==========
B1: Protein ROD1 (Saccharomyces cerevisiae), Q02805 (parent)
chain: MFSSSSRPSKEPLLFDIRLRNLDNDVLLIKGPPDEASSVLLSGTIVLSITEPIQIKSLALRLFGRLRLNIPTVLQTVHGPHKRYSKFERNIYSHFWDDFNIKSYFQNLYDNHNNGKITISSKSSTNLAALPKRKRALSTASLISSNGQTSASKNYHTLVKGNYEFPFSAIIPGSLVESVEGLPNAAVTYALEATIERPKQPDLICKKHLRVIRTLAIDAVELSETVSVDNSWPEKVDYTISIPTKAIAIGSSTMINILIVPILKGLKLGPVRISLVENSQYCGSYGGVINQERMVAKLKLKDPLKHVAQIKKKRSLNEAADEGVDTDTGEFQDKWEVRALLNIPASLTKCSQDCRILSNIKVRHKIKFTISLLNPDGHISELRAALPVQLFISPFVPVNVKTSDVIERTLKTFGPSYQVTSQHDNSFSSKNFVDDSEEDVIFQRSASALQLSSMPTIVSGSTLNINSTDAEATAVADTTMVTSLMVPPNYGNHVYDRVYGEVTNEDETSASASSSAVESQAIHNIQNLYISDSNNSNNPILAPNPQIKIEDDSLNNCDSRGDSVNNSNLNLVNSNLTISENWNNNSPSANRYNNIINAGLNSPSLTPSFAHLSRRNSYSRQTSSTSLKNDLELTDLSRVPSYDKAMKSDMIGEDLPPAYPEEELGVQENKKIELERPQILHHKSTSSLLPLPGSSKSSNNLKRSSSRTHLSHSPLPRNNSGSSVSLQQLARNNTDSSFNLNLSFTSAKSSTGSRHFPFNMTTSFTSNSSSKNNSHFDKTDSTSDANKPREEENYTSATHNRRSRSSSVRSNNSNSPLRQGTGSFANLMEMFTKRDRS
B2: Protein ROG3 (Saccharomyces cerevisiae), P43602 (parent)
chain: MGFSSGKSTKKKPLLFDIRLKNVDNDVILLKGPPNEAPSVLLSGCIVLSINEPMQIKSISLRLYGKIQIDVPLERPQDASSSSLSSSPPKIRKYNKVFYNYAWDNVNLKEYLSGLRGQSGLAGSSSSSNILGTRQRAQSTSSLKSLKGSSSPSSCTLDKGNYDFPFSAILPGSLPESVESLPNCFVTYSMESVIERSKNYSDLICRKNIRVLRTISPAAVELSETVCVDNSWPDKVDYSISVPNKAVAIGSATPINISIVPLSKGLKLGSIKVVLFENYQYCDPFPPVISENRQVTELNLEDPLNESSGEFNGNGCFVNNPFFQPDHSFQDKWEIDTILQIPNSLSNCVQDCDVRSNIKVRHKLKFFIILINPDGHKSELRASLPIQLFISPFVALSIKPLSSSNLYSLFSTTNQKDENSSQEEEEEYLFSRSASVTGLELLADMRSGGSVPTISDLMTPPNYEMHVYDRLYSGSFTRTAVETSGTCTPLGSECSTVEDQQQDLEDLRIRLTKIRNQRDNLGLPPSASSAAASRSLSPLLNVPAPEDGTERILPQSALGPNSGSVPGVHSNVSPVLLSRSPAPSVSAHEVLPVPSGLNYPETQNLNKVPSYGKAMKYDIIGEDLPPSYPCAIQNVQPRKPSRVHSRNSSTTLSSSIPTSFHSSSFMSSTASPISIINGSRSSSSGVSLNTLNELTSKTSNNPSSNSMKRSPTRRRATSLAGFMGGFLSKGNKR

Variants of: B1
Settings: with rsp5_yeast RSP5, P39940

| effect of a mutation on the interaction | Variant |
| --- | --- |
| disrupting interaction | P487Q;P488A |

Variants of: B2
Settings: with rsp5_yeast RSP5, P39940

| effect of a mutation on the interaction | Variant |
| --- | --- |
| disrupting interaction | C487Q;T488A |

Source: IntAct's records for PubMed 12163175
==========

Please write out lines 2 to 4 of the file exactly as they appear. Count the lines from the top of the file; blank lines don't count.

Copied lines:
chain: MFSSSSRPSKEPLLFDIRLRNLDNDVLLIKGPPDEASSVLLSGTIVLSITEPIQIKSLALRLFGRLRLNIPTVLQTVHGPHKRYSKFERNIYSHFWDDFNIKSYFQNLYDNHNNGKITISSKSSTNLAALPKRKRALSTASLISSNGQTSASKNYHTLVKGNYEFPFSAIIPGSLVESVEGLPNAAVTYALEATIERPKQPDLICKKHLRVIRTLAIDAVELSETVSVDNSWPEKVDYTISIPTKAIAIGSSTMINILIVPILKGLKLGPVRISLVENSQYCGSYGGVINQERMVAKLKLKDPLKHVAQIKKKRSLNEAADEGVDTDTGEFQDKWEVRALLNIPASLTKCSQDCRILSNIKVRHKIKFTISLLNPDGHISELRAALPVQLFISPFVPVNVKTSDVIERTLKTFGPSYQVTSQHDNSFSSKNFVDDSEEDVIFQRSASALQLSSMPTIVSGSTLNINSTDAEATAVADTTMVTSLMVPPNYGNHVYDRVYGEVTNEDETSASASSSAVESQAIHNIQNLYISDSNNSNNPILAPNPQIKIEDDSLNNCDSRGDSVNNSNLNLVNSNLTISENWNNNSPSANRYNNIINAGLNSPSLTPSFAHLSRRNSYSRQTSSTSLKNDLELTDLSRVPSYDKAMKSDMIGEDLPPAYPEEELGVQENKKIELERPQILHHKSTSSLLPLPGSSKSSNNLKRSSSRTHLSHSPLPRNNSGSSVSLQQLARNNTDSSFNLNLSFTSAKSSTGSRHFPFNMTTSFTSNSSSKNNSHFDKTDSTSDANKPREEENYTSATHNRRSRSSSVRSNNSNSPLRQGTGSFANLMEMFTKRDRS
B2: Protein ROG3 (Saccharomyces cerevisiae), P43602 (parent)
chain: MGFSSGKSTKKKPLLFDIRLKNVDNDVILLKGPPNEAPSVLLSGCIVLSINEPMQIKSISLRLYGKIQIDVPLERPQDASSSSLSSSPPKIRKYNKVFYNYAWDNVNLKEYLSGLRGQSGLAGSSSSSNILGTRQRAQSTSSLKSLKGSSSPSSCTLDKGNYDFPFSAILPGSLPESVESLPNCFVTYSMESVIERSKNYSDLICRKNIRVLRTISPAAVELSETVCVDNSWPDKVDYSISVPNKAVAIGSATPINISIVPLSKGLKLGSIKVVLFENYQYCDPFPPVISENRQVTELNLEDPLNESSGEFNGNGCFVNNPFFQPDHSFQDKWEIDTILQIPNSLSNCVQDCDVRSNIKVRHKLKFFIILINPDGHKSELRASLPIQLFISPFVALSIKPLSSSNLYSLFSTTNQKDENSSQEEEEEYLFSRSASVTGLELLADMRSGGSVPTISDLMTPPNYEMHVYDRLYSGSFTRTAVETSGTCTPLGSECSTVEDQQQDLEDLRIRLTKIRNQRDNLGLPPSASSAAASRSLSPLLNVPAPEDGTERILPQSALGPNSGSVPGVHSNVSPVLLSRSPAPSVSAHEVLPVPSGLNYPETQNLNKVPSYGKAMKYDIIGEDLPPSYPCAIQNVQPRKPSRVHSRNSSTTLSSSIPTSFHSSSFMSSTASPISIINGSRSSSSGVSLNTLNELTSKTSNNPSSNSMKRSPTRRRATSLAGFMGGFLSKGNKR